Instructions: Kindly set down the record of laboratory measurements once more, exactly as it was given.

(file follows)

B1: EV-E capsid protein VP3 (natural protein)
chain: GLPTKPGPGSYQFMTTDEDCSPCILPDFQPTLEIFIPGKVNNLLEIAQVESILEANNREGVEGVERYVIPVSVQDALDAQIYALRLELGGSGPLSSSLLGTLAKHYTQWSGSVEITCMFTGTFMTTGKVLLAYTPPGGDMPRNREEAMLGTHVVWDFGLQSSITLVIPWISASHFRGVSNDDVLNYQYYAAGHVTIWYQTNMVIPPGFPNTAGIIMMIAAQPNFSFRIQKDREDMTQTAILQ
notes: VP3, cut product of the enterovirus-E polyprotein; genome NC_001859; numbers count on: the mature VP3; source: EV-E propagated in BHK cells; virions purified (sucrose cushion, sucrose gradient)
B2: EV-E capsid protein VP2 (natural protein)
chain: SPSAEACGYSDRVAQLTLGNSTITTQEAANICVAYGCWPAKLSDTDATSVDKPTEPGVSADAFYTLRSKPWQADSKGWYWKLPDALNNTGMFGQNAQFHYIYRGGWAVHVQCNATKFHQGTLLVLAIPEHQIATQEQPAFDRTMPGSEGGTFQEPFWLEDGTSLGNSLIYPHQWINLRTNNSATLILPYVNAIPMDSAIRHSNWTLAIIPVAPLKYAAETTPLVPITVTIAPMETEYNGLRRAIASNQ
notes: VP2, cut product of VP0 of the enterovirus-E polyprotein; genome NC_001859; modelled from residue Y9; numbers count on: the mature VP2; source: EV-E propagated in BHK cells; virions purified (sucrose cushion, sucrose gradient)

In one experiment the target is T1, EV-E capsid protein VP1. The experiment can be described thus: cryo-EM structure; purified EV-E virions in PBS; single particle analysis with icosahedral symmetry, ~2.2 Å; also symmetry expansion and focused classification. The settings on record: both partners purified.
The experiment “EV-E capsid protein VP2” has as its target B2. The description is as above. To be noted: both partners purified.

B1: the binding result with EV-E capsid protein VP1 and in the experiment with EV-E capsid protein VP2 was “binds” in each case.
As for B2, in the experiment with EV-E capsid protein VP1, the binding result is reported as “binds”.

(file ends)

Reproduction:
B1: EV-E capsid protein VP3 (natural protein)
chain: GLPTKPGPGSYQFMTTDEDCSPCILPDFQPTLEIFIPGKVNNLLEIAQVESILEANNREGVEGVERYVIPVSVQDALDAQIYALRLELGGSGPLSSSLLGTLAKHYTQWSGSVEITCMFTGTFMTTGKVLLAYTPPGGDMPRNREEAMLGTHVVWDFGLQSSITLVIPWISASHFRGVSNDDVLNYQYYAAGHVTIWYQTNMVIPPGFPNTAGIIMMIAAQPNFSFRIQKDREDMTQTAILQ
notes: VP3, cut product of the enterovirus-E polyprotein; genome NC_001859; numbers count on: the mature VP3; source: EV-E propagated in BHK cells; virions purified (sucrose cushion, sucrose gradient)
B2: EV-E capsid protein VP2 (natural protein)
chain: SPSAEACGYSDRVAQLTLGNSTITTQEAANICVAYGCWPAKLSDTDATSVDKPTEPGVSADAFYTLRSKPWQADSKGWYWKLPDALNNTGMFGQNAQFHYIYRGGWAVHVQCNATKFHQGTLLVLAIPEHQIATQEQPAFDRTMPGSEGGTFQEPFWLEDGTSLGNSLIYPHQWINLRTNNSATLILPYVNAIPMDSAIRHSNWTLAIIPVAPLKYAAETTPLVPITVTIAPMETEYNGLRRAIASNQ
notes: VP2, cut product of VP0 of the enterovirus-E polyprotein; genome NC_001859; modelled from residue Y9; numbers count on: the mature VP2; source: EV-E propagated in BHK cells; virions purified (sucrose cushion, sucrose gradient)

In one experiment the target is T1, EV-E capsid protein VP1. The experiment can be described thus: cryo-EM structure; purified EV-E virions in PBS; single particle analysis with icosahedral symmetry, ~2.2 Å; also symmetry expansion and focused classification. The settings on record: both partners purified.
The experiment “EV-E capsid protein VP2” has as its target B2. The description is as above. To be noted: both partners purified.

B1: the binding result with EV-E capsid protein VP1 and in the experiment with EV-E capsid protein VP2 was “binds” in each case.
As for B2, in the experiment with EV-E capsid protein VP1, the binding result is reported as “binds”.